Deep brain stimulation has been found to help people with severe obsessive compulsive disorder (OCD) that has not responded to other treatment, in a clinical trial led by University of Queensland researchers.
Study lead author Dr Philip Mosley from the Queensland Brain Institute, CSIRO and the QIMR Berghofer Medical Research Institute said the trial produced some remarkable results given the lifetime of disability experienced by participants.
“For example, one participant has married, started a business and now has a young family after participating in the study,” Dr Mosley said.
“We have demonstrated that deep brain stimulation is a promising treatment, and our ultimate goal is for this to become an approved therapy for those sufferers with extreme and treatment-resistant OCD.”
People with OCD – a psychiatric condition affecting between one and two per cent of the population – experience intrusive, anxiety-provoking thoughts (obsessions) that may be accompanied by mental acts or behaviours (compulsions).
Time dealing with these behaviours profoundly interferes with their day-to-day life, and reduces occupational and social functioning.
Dr Mosley said the team had imaged the brains of participants to understand exactly how deep brain stimulation was providing a therapeutic benefit.
“The brain imaging has provided valuable information that will help us to repeat these positive findings in the future.”
This trial was a first for Australia, was randomised and double-blind placebo controlled, strengthening the reliability of the findings.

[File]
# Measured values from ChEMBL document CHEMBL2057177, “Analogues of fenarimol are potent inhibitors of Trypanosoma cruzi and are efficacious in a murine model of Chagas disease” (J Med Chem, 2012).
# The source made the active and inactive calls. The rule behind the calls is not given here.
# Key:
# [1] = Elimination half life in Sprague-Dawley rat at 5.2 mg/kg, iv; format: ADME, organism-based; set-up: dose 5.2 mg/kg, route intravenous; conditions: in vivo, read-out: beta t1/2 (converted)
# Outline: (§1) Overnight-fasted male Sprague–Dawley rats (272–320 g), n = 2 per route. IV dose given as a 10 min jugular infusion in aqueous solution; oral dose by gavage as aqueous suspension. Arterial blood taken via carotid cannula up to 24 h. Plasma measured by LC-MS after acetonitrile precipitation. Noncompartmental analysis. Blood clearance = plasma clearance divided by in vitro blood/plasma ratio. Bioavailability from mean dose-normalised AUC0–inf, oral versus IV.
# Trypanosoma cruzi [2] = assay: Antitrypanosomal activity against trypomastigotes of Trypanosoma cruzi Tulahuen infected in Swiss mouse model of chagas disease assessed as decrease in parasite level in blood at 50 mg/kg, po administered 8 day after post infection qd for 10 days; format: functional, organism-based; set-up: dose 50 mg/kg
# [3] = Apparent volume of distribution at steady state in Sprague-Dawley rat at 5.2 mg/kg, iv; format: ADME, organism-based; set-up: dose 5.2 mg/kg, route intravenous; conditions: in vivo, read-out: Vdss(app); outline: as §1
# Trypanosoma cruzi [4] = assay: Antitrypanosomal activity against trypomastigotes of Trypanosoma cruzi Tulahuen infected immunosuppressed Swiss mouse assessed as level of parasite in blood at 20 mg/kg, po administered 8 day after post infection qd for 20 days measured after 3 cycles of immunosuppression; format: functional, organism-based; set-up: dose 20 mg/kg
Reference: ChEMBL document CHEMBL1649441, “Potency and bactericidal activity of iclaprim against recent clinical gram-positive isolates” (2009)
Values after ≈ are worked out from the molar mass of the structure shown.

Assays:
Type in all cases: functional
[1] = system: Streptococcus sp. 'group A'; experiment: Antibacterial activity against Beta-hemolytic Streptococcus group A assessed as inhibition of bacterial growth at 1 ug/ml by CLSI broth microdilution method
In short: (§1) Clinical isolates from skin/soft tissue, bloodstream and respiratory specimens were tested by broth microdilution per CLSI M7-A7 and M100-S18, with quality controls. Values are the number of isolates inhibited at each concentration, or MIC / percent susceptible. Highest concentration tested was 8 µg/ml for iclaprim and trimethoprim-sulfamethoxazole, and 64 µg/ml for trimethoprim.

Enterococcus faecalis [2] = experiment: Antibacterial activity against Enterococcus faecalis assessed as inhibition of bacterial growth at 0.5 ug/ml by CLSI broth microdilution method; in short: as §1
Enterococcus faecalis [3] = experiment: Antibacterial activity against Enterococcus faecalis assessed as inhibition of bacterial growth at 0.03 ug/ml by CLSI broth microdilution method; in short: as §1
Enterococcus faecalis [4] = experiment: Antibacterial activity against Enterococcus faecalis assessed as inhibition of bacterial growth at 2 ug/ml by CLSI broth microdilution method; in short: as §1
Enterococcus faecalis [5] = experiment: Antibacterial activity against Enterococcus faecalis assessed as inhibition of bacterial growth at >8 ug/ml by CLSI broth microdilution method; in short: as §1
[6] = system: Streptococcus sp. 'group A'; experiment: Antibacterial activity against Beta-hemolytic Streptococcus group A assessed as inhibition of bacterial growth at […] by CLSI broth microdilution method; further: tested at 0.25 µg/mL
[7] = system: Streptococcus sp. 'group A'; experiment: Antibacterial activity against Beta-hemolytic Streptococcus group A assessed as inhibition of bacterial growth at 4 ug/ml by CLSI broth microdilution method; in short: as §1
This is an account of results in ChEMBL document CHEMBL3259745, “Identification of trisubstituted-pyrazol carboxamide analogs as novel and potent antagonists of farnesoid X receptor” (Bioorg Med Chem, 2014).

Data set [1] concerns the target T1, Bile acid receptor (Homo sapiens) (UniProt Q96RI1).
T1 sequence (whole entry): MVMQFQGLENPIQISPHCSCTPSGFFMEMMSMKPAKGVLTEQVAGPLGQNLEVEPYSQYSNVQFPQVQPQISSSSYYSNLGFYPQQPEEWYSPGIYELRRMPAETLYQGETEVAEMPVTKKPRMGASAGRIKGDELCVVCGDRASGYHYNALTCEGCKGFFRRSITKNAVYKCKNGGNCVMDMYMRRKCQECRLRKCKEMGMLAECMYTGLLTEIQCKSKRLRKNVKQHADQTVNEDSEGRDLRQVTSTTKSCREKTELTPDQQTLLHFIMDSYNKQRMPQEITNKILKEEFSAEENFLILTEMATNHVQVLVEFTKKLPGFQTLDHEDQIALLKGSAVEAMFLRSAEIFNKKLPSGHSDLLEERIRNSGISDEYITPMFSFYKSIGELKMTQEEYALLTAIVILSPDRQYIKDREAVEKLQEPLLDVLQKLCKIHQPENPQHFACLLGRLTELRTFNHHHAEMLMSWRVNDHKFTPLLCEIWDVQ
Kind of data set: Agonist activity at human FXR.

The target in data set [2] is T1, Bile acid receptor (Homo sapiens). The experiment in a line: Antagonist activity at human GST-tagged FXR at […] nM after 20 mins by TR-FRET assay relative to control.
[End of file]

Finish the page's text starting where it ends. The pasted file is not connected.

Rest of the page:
It targeted a region of the brain involved in mediating sustained stress and anxiety – and involved nine participants with severe OCD who had not responded to years of extensive pharmaceutical or psychological treatment.
The implantations were performed by QBI’s Associate Professor Terry Coyne (neurosurgeon) and Professor Peter Silburn (neurologist), world leaders in deep brain stimulation.
In the first part of the trial, half of the participants received active stimulation and half received placebo stimulation for three months.
The clinical trial showed further gains in the second phase of the trial, when all participants received active stimulation for a further nine months, and a course of cognitive behavioural therapy once they had responded to stimulation.
“Deep brain stimulation is like a pacemaker for the brain – the electrodes deliver a continuous electrical impulse to a targeted region of the brain, a treatment that is both adjustable and reversible,” Professor Sah said.
“The trial showed a statistically and clinically-significant reduction in OCD symptoms during active stimulation when compared to placebo.”
The researchers gratefully acknowledge the commitment of the participants who contributed their time to the study, which was funded by QBI in partnership with Medtronic.
The clinical trial results are published in the Nature Journal, Translational Psychiatry (doi.org/10.1038/s41398-021-01307-9).